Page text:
“Examining this water…I found floating therein divers earthy particles, and some green streaks, spirally wound serpent-wise…and I judge that some of these little creatures were above a thousand times smaller than the smallest ones I have ever yet seen, upon the rind of cheese, in wheaten flour, mould, and the like.”

Antonie van Leeuwenhoek

As a rule of thumb, we like to assume that if a surface exists, there’s something (or many things) living on it. These “things” are microscopic organisms – bacteria, fungi, protists, and even archaea – and they’re all very hard at work turning dead things anew into life, or even turning the nutrients in air into bits and pieces of their cells. We smell the presence of these workings, but forget to consider the thriving life forms it bespeaks.

One of the places microbial life seems likely to be particularly bountiful is in the gutters of houses. Take a sniff of your gutters sometime and you will note the aroma of activity, the gassy consequences of a microbial life well lived. Gutters were among the first habitats ever studied by microbiologists, but they have since been neglected.

Last year, when studying a small handful of gutters, in collaboration with Hilary McManus and her students at LeMoyne College (and building on the work of Jason Flores and Amanda Hale), we made a discovery. We found a zoo of fungi, green algae and amoebas in the samples. Most of these wee beasties (“animalcules,” as Leeuwenhoek would have called them) are harmless or even useful. However, yet to study the bacterial inhabitants of these gutters, and we’ve still only uncovered a fraction of what’s out there with regard to other organisms!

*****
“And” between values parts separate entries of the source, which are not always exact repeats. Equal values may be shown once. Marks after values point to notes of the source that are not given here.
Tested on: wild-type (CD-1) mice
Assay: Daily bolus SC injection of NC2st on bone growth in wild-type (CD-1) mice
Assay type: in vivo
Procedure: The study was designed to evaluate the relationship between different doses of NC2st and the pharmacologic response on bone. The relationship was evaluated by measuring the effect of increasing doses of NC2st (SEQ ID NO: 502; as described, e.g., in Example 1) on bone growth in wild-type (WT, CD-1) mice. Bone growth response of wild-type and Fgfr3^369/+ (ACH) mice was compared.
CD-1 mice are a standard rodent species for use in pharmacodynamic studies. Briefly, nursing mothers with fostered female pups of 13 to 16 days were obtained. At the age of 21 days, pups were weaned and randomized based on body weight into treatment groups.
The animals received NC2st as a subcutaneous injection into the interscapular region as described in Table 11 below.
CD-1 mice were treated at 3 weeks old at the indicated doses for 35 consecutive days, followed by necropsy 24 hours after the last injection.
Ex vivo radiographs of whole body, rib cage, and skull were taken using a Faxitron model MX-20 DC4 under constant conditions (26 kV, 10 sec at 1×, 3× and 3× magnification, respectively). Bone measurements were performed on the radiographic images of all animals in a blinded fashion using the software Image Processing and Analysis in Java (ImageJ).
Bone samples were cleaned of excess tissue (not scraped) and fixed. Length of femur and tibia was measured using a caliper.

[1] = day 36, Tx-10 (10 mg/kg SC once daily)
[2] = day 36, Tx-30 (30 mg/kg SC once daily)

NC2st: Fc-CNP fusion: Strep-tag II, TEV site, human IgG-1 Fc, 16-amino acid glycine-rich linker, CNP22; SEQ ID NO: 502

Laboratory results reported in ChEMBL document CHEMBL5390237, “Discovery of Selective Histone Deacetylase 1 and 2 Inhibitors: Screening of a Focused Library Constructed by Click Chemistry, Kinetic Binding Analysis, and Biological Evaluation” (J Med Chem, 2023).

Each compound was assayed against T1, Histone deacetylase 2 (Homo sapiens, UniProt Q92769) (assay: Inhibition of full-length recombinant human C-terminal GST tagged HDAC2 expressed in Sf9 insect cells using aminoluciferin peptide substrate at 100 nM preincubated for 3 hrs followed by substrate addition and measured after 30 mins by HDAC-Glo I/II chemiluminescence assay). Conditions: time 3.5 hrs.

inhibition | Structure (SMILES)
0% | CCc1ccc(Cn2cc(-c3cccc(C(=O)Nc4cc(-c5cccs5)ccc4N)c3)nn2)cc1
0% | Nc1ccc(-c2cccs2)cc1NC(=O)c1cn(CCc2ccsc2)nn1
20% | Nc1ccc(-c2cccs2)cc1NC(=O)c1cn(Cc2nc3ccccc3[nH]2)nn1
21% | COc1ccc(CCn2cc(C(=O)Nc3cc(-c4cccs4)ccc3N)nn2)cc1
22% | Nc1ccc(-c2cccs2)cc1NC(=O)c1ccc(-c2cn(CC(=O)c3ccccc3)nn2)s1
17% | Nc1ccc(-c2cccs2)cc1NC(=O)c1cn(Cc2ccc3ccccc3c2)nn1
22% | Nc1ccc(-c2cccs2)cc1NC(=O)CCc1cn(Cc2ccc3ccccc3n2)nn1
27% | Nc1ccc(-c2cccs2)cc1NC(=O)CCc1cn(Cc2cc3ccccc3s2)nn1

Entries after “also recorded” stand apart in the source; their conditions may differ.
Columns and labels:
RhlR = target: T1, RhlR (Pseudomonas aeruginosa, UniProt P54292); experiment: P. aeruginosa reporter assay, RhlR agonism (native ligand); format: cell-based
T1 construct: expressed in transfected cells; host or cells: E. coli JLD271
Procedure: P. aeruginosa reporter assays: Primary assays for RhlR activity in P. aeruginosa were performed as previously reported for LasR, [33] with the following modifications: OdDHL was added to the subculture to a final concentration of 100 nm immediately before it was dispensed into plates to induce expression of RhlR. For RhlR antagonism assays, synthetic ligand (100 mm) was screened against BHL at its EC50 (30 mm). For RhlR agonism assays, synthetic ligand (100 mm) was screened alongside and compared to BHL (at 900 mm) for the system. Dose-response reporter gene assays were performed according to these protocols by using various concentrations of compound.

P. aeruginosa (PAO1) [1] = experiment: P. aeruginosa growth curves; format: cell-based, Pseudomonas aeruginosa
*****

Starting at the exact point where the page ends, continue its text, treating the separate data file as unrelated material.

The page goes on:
Past studies on water- and detritus-filled containers (tree holes, tires, bromeliads) have focused on mosquito larvae and their associated microbes. However, gutters are different. They provide a container for organic material, and they’re elevated and open. Most of the water that passes through them drains out relatively quickly, so they don’t have a tendency to house mosquito larvae like water buckets or old tires. In addition, because they are exposed to birds, squirrels, and their waste, gutters may host not only wondrous wee beasts, but also some pathogens.

Our goal is to learn more about urban ecosystems by discovering the full spectrum of microbial life inhabiting the gutters on your home. And you can help! We need volunteers to lend us their gutters for a study aimed at revealing the gutter microbiome. One caveat though. As of right now we are focused on gutters either in Raleigh, North Carolina and surrounds. Though if you happen to be driving through, we’d never turn down a sample of gutter muck.

Interested? Here’s who to contact for more information:

Michelle Musante: mmmusant@ncsu.edu

Carlos Goller: ccgoller@ncsu.edu

About the art: Wim van Egmond is a visual artist in the Netherlands where he has written about the animalcules that Antonie Van Leeuwenhoek originally described. The images on this page originally appeared here for a special project and are reposted with express permission from the artist. Left: “Finally at dawn we can hear the call of the ghost midge larva Chaoborus.” Right: “At noon life becomes more relaxed. Two colonies of Pediastrum turn their flat green cells towards the bright sun. They will lay there photosynthesizing quietly for the rest of the afternoon. A magnificent sight but the children in the background are so used to them they hardly take notice.”